Oxidative stress and inflammation are major contributors to accelerated age-related relative telomere length (RTL) shortening. Both conditions are strongly linked to leptin and adiponectin, the most prominent adipocyte-derived protein hormones. As high leptin levels and low levels of adiponectin have been implicated in inflammation, one expects adiponectin to be positively associated with RTL while leptin should be negatively associated. Within the ENGAGE consortium, we investigated the association of RTL with adiponectin and leptin in seven independent cohorts with a total of 11,448 participants. We performed partial correlation analysis on Z-transformed RTL and LN-transformed leptin/adiponectin, adjusting for age and sex. In extended models we adjusted for body mass index (BMI) and C-reactive protein (CRP). Adiponectin showed a borderline significant association with RTL. This appeared to be determined by a single study and when the outlier study was removed, this association disappeared. The association between RTL and leptin was highly significant (r = −0.05; p = 1.81 × 10−7). Additional adjustment for BMI or CRP did not change the results. Sex-stratified analysis revealed no difference between men and women. Our study suggests that high leptin levels are associated with short RTL.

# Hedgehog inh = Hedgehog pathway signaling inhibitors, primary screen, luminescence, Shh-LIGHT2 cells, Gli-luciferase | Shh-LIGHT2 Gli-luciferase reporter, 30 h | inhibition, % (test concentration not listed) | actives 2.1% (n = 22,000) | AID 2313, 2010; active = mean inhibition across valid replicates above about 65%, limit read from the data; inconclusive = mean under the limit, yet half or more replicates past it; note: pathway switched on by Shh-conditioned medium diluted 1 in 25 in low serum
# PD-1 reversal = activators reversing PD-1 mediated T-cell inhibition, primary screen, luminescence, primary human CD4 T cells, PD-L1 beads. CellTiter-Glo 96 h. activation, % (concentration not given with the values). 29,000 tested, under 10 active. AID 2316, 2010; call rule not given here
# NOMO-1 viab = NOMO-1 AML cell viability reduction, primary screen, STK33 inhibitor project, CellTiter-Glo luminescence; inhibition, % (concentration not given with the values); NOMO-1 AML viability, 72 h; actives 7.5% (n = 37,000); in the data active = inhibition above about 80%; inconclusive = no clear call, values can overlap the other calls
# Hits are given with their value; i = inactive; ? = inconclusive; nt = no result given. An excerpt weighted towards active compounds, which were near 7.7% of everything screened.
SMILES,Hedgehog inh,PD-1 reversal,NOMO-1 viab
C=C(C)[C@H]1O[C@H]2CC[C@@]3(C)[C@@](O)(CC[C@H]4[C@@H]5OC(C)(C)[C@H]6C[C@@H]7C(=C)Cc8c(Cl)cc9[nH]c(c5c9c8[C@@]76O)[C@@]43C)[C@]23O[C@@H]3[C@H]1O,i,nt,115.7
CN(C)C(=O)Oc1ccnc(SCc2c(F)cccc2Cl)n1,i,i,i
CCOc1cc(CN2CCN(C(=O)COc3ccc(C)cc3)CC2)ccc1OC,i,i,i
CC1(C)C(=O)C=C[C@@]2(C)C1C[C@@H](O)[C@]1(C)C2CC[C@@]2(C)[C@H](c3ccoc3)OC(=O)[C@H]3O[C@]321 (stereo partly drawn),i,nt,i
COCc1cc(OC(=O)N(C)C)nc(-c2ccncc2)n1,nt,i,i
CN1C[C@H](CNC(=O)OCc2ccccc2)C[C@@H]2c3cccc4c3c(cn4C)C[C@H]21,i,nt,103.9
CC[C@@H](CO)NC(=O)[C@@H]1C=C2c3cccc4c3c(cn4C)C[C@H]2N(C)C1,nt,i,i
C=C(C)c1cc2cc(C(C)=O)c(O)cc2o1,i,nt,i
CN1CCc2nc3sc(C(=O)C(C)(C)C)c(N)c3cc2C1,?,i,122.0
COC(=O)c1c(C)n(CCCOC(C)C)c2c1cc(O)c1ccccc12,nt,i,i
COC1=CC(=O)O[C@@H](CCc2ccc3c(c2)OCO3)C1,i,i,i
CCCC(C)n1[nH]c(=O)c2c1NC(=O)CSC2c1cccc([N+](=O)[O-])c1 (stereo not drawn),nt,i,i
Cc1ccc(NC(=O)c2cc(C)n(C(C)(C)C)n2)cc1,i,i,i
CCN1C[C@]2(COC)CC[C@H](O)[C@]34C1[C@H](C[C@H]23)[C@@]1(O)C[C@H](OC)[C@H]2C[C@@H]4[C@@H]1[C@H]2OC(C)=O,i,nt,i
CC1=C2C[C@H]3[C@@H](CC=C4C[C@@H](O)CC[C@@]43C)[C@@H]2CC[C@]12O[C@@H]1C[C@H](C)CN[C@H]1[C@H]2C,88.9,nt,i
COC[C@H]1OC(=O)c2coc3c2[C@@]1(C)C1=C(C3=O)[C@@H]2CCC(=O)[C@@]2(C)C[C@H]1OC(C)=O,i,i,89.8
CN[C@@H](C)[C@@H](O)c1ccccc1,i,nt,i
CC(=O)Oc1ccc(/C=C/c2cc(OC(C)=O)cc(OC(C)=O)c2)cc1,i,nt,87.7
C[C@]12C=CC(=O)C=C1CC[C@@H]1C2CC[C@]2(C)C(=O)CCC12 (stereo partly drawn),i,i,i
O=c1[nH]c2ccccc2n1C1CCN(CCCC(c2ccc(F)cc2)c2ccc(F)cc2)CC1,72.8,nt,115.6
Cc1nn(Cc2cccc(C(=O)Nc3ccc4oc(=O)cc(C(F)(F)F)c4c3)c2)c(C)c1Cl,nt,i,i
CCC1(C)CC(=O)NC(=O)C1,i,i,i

Keywords

Telomere length Adipocytokines Leptin Oxidative stress Inflammation 

Supplementary material

10654_2014_9940_MOESM1_ESM.doc (391 kb)
Supplementary material 1 (DOC 391 kb)

Copyright information

© Springer Science+Business Media Dordrecht 2014

Authors and Affiliations

  • Linda Broer
    • 1
    • 2
  • Julia Raschenberger
    • 3
  • Joris Deelen
    • 2
    • 4